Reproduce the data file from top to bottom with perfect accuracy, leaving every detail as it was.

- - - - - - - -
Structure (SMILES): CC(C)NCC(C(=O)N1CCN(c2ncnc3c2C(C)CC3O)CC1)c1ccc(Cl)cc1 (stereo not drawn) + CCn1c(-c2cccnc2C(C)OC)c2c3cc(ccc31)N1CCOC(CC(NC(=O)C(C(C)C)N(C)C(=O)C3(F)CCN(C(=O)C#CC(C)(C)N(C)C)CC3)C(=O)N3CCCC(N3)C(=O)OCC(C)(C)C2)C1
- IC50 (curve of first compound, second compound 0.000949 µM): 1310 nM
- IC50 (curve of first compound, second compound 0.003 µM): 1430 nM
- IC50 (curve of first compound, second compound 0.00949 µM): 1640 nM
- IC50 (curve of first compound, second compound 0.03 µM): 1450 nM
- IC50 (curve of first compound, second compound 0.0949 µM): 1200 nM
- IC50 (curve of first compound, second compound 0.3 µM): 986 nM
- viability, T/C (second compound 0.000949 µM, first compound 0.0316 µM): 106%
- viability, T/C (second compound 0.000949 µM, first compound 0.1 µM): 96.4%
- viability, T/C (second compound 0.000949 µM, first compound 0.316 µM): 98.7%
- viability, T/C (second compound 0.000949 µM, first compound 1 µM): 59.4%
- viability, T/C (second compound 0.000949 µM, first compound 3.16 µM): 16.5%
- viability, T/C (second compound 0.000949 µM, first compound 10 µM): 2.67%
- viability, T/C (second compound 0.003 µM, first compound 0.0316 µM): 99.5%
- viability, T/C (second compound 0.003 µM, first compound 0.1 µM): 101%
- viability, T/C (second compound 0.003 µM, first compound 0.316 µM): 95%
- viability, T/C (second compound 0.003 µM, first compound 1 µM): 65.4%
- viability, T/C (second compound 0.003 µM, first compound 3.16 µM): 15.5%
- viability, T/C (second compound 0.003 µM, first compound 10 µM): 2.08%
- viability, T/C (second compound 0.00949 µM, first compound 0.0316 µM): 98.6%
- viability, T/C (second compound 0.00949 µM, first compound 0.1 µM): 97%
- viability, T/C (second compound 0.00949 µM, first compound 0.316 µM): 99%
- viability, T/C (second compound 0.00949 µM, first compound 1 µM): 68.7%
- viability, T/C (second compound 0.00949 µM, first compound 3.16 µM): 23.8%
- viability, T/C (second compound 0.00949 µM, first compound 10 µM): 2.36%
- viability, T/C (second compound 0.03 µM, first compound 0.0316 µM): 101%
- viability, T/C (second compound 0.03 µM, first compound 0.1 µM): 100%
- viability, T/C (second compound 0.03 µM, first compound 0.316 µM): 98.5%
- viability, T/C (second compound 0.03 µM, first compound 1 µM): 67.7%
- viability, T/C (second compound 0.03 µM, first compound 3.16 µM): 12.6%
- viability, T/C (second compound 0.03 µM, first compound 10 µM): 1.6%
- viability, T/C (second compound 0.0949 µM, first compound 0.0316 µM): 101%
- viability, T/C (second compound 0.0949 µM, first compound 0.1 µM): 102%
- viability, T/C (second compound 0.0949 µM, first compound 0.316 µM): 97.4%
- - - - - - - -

Structure (SMILES): CC(C)NCC(C(=O)N1CCN(c2ncnc3c2C(C)CC3O)CC1)c1ccc(Cl)cc1 (stereo not drawn) + CCn1c(-c2cccnc2C(C)OC)c2c3cc(ccc31)N1CCOC(CC(NC(=O)C(C(C)C)N(C)C(=O)C3(F)CCN(C(=O)C#CC(C)(C)N(C)C)CC3)C(=O)N3CCCC(N3)C(=O)OCC(C)(C)C2)C1
- IC50 (curve of first compound, second compound 0.000949 µM): 1310 nM
- IC50 (curve of first compound, second compound 0.003 µM): 1430 nM
- IC50 (curve of first compound, second compound 0.00949 µM): 1640 nM
- IC50 (curve of first compound, second compound 0.03 µM): 1450 nM
- IC50 (curve of first compound, second compound 0.0949 µM): 1200 nM
- IC50 (curve of first compound, second compound 0.3 µM): 986 nM
- viability, T/C (second compound 0.000949 µM, first compound 0.0316 µM): 106%
- viability, T/C (second compound 0.000949 µM, first compound 0.1 µM): 96.4%
- viability, T/C (second compound 0.000949 µM, first compound 0.316 µM): 98.7%
- viability, T/C (second compound 0.000949 µM, first compound 1 µM): 59.4%
- viability, T/C (second compound 0.000949 µM, first compound 3.16 µM): 16.5%
- viability, T/C (second compound 0.000949 µM, first compound 10 µM): 2.67%
- viability, T/C (second compound 0.003 µM, first compound 0.0316 µM): 99.5%
- viability, T/C (second compound 0.003 µM, first compound 0.1 µM): 101%
- viability, T/C (second compound 0.003 µM, first compound 0.316 µM): 95%
- viability, T/C (second compound 0.003 µM, first compound 1 µM): 65.4%
- viability, T/C (second compound 0.003 µM, first compound 3.16 µM): 15.5%
- viability, T/C (second compound 0.003 µM, first compound 10 µM): 2.08%
- viability, T/C (second compound 0.00949 µM, first compound 0.0316 µM): 98.6%
- viability, T/C (second compound 0.00949 µM, first compound 0.1 µM): 97%
- viability, T/C (second compound 0.00949 µM, first compound 0.316 µM): 99%
- viability, T/C (second compound 0.00949 µM, first compound 1 µM): 68.7%
- viability, T/C (second compound 0.00949 µM, first compound 3.16 µM): 23.8%
- viability, T/C (second compound 0.00949 µM, first compound 10 µM): 2.36%
- viability, T/C (second compound 0.03 µM, first compound 0.0316 µM): 101%
- viability, T/C (second compound 0.03 µM, first compound 0.1 µM): 100%
- viability, T/C (second compound 0.03 µM, first compound 0.316 µM): 98.5%
- viability, T/C (second compound 0.03 µM, first compound 1 µM): 67.7%
- viability, T/C (second compound 0.03 µM, first compound 3.16 µM): 12.6%
- viability, T/C (second compound 0.03 µM, first compound 10 µM): 1.6%
- viability, T/C (second compound 0.0949 µM, first compound 0.0316 µM): 101%
- viability, T/C (second compound 0.0949 µM, first compound 0.1 µM): 102%
- viability, T/C (second compound 0.0949 µM, first compound 0.316 µM): 97.4%